It’s important to remember the ancient trade practices when we talk about how much fossil fuel is expended on shipping food
Hillsborough, NC (Vocus) April 13, 2009
This year, Earth Day will be more special than ever before. With the American economy in a tailspin, individuals and communities are finding that good stewardship practices are also providing food and keeping them healthy. Laine Cunningham, author and cultural explorer, offers five top ways to blend modern devices with tribal wisdom so people can become true Earth Keepers.
First individuals must know a little about the beliefs held by many tribes. Native Americans, for example, stored up in times of plenty for the lean months. Equally as important was their reliance on trade. They didn’t refuse to eat something just because it didn’t grow in their area. Instead they traded something in return, other foodstuffs or crafts.
“It’s important to remember the ancient trade practices when we talk about how much fossil fuel is expended on shipping food,” Cunningham says. A simple calculation of shipping fuel doesn’t take into account the heavy use of pesticides, fertilizers and other chemicals on American farms. Brazilian fruit might therefore have less of an impact on the global ecosystem than something grown by a farm in your own state. Long-distance trade might be the best solution for both regional ecosystems.
Some years ago, Cunningham spent six months camping alone in the Australian outback. After returning to the United States, she began living by the tenants of Native American traditions. She has also obtained the master level in Huna, the traditional Hawaiian belief system. By using the following five tribal ways to honor and nurture the Earth, anyone can become an Earth Keeper.
Way One: Storing up for the lean times. Buy a food dehydrator or separate freezer. When fruits and vegetables are in season, store them away for later. Dehydrators are simple to use and inexpensive to buy. The dried foods also make great pack-along snacks that are crunchy and intensely flavored! Since you’ll pay the lowest price at harvest, your budget will benefit when you avoid paying higher prices later.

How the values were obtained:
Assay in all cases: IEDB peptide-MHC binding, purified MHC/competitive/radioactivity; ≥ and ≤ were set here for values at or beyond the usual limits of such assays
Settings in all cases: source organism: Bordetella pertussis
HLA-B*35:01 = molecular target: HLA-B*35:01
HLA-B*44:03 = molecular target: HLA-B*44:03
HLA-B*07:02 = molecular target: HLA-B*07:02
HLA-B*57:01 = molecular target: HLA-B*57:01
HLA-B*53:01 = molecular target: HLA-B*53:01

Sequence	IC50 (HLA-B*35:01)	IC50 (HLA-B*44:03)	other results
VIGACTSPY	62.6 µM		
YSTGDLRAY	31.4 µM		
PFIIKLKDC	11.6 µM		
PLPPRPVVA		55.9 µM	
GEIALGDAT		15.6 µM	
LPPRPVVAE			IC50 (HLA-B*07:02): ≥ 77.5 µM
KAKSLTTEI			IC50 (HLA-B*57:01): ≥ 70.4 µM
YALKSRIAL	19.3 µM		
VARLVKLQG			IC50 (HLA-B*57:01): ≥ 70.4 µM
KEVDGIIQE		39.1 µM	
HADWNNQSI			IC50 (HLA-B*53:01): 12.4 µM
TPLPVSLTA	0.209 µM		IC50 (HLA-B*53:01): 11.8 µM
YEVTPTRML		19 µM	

Way Two: Firestick landscaping. This technique is based on the Australian Aboriginal cycle of firestick farming. Aborigines burned off less-productive species to encourage the growth of food plants. Anyone can plant a blueberry bush, a handful of blackberry canes, or a cherry tree in their yard. Even if people never harvest the fruit, birds and animals will reap the rewards.
Way Three: Honor the Earth by giving back. Setting up a compost pile for yard clippings is a great way to give back to the Earth. Composting your kitchen waste is even better. Apartment dwellers and others who are unable to compost can give back in other ways. Simply dip two fingers into your morning coffee and sprinkle the drops into the four sacred directions. Your intention and the gift will support the Earth in powerful ways.
Way Four: Respect and balance in landscaping. Trees and plants can be classified as male or female. Often individuals reject the fruiting varieties because they don’t want any mess in their yards. This disregards the natural balance of male and female required to keep the world healthy and whole. Whenever you plant a male tree, find room for the female, as well.
Way Five: The water-holding frog. Australian Aborigines tell about a frog who drank up all the water. After he was forced to release most of it, he began storing up only enough to get him through the dry season. Use barrels to catch rainwater from your gutters and use it on your lawn in summer. You’ll end up taking less from the public system and will even save on your summer water bill.
Laine Cunningham speaks extensively on how modern people can benefit by learning tribal traditions. Her novels also help eliminate the boundaries that separate different cultures. This summer she will release Seven Sisters, a collection of essays tied to Aboriginal folktales that address modern issues like love and relationships, community, and mutual respect. By winter, she plans to have a similar collection of essays tied to Native American stories available.
Sun Dogs Creations, her publisher, is eager to support Earth Day. Their motto, “Changing the World One Book at a Time,” speaks volumes about their approach. They brought in Patty Kakac, a singer with four CDs and a live performance on National Public Radio to her credit, to perform a song based on an Aboriginal story. Kakac is herself a lifelong activist and a true Earth Keeper.
Sun Dogs Creations is hosting a promotion for Earth Day. Message Stick will be on sale until the end of April through the author’s website. When visitors enter the coupon code Earth Keeper, they will receive the sale price plus a free CD of the Seven Sisters song. Shipping to all US locations is free.